HUNTSVILLE, Ala. (WHNT)-- North Alabama has already seen some mental health center closures.
Now, organizations brace for another blow. The state Department of Mental Health's budget could be slashed by $35 million, which doesn't include other matching federal funds, according to a memo from Governor Robert Bentley's office.
A meeting in Huntsville, similar to others around the region, highlighted the impact on patients, providers, and caregivers.
Wellstone Behavioral Health CEO Brian Davis said the organization is bracing for some hefty losses. "[We expect to lose] just under 1.5 million dollars... and we translated that into the hundreds of people we couldn't serve," he told the audience. "The number of jobs that would be lost."
He said unfortunately, there's just no more wiggle room to operate under budget constraints as drastic as those projected.
"I'm not sure there's any contingency available except reducing services at this point," he said.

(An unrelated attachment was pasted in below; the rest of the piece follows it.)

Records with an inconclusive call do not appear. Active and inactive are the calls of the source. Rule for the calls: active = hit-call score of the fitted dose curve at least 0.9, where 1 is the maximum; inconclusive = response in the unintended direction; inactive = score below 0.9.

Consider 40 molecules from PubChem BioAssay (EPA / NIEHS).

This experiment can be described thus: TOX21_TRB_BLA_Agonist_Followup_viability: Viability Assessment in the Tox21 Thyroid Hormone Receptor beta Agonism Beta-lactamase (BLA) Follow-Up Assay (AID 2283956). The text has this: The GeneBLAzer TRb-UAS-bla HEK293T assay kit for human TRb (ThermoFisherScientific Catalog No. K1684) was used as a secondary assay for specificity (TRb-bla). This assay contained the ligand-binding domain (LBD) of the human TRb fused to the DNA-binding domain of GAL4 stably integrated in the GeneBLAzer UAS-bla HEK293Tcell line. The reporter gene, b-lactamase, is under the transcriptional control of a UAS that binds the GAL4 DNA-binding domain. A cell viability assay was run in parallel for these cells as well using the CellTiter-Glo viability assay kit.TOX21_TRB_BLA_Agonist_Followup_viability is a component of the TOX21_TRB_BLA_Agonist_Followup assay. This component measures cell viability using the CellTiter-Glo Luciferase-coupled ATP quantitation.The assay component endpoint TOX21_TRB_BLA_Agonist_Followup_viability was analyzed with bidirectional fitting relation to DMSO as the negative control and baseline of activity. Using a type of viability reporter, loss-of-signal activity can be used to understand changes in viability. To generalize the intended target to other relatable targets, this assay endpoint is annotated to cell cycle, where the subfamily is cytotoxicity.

Several patients, parents of patients, and other community leaders spoke up too. Shelia Townsend said the mental health system saved her, and she doesn't know what would happen if it were to be slashed as anticipated.
"I have tried to commit suicide 19 times," she said. "I had lost all my dignity. All my friends... and I must say I owe my life to the mental health [centers] and also my peers... they showed me how to live."
Right now, answers aren't as clear as the questions that remain. But speakers issued a call to action to find a solution: contact your legislators and be proactive.
"Get out there and have a voice," said Susan Klingel of The Arc of Madison County. "So many times I've been to the Legislature and they'll say, 'No one calls me.'"
Representative Laura Hall from House District 19 in Huntsville was the only legislator to attend the meeting.
"I am sure that I will have some discussions between now and when we vote," she said when asked if she will act. "How it will impact what happens, I'm not sure, but certainly it did move me [to be here.]"